Diagnostic utility of FDG-PET in the differential diagnosis between different forms of primary progressive aphasia
Femke Bouwman 1 , Stefania Orini 2 , Federica Gandolfo 2 , Daniele Altomare 3 4 , Cristina Festari 3 4 , Federica Agosta 5 , Javier Arbizu 6 , Alexander Drzezga 7 , Peter Nestor 8 9 , Flavio Nobili 10 , Zuzana Walker 11 , Silvia Morbelli 12 , Marina Boccardi 13 14 , EANM-EAN Task Force for the Prescription of FDG-PET for Dementing Neurodegenerative Disorders
Purpose: A joint effort of the European Association of Nuclear Medicine (EANM) and the European Academy of Neurology (EAN) aims at clinical guidance for the use of FDG-PET in neurodegenerative diseases. This paper addresses the diagnostic utility of FDG-PET over clinical/neuropsychological assessment in the differentiation of the three forms of primary progressive aphasia (PPA).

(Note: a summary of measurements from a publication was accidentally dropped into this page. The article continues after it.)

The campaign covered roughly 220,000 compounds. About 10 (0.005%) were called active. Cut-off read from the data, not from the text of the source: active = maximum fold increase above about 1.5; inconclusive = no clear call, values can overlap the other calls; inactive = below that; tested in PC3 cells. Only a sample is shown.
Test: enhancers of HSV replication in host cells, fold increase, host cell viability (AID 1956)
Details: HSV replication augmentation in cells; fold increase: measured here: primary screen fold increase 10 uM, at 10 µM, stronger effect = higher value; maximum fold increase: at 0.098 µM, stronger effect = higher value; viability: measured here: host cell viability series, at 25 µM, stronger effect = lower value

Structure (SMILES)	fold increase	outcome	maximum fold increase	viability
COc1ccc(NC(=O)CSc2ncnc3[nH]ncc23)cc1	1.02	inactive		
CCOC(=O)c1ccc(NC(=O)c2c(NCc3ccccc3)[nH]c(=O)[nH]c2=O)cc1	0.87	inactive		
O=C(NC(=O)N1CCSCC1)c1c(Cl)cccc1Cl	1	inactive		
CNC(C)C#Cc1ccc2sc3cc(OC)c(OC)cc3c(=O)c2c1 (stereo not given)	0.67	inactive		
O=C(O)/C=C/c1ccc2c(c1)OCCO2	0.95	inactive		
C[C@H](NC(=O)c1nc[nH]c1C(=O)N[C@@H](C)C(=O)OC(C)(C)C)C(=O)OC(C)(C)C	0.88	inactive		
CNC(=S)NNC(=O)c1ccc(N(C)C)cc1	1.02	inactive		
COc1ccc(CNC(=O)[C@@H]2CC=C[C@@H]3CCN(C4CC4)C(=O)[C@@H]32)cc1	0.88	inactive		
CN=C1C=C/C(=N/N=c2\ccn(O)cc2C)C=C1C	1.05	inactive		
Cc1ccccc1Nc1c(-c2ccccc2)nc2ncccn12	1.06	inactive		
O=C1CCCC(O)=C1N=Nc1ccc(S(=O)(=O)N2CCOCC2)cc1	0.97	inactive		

Methods: Seven panelists were appointed by the EANM and EAN and a literature search was performed by using harmonized PICO (Population, Intervention, Comparison, Outcome) question keywords. The studies were screened for eligibility, and data extracted to assess their methodological quality. Critical outcomes were accuracy indices in differentiating different PPA clinical forms. Subsequently Delphi rounds were held with the extracted data and quality assessment to reach a consensus based on both literature and expert opinion.
Results: Critical outcomes for this PICO were available in four of the examined papers. The level of formal evidence supporting clinical utility of FDG-PET in differentiating among PPA variants was considered as poor. However, the consensual recommendation was defined on Delphi round I, with six out of seven panelists supporting clinical use.
Conclusions: Quantitative evidence demonstrating utility or lack thereof is still missing. Panelists decided consistently to provide interim support for clinical use based on the fact that a typical atrophy or metabolic pattern is needed for PPA according to the diagnostic criteria, and the synaptic failure detected by FDG-PET is an earlier phenomenon than atrophy. Also, a normal FDG-PET points to a non-neurodegenerative cause.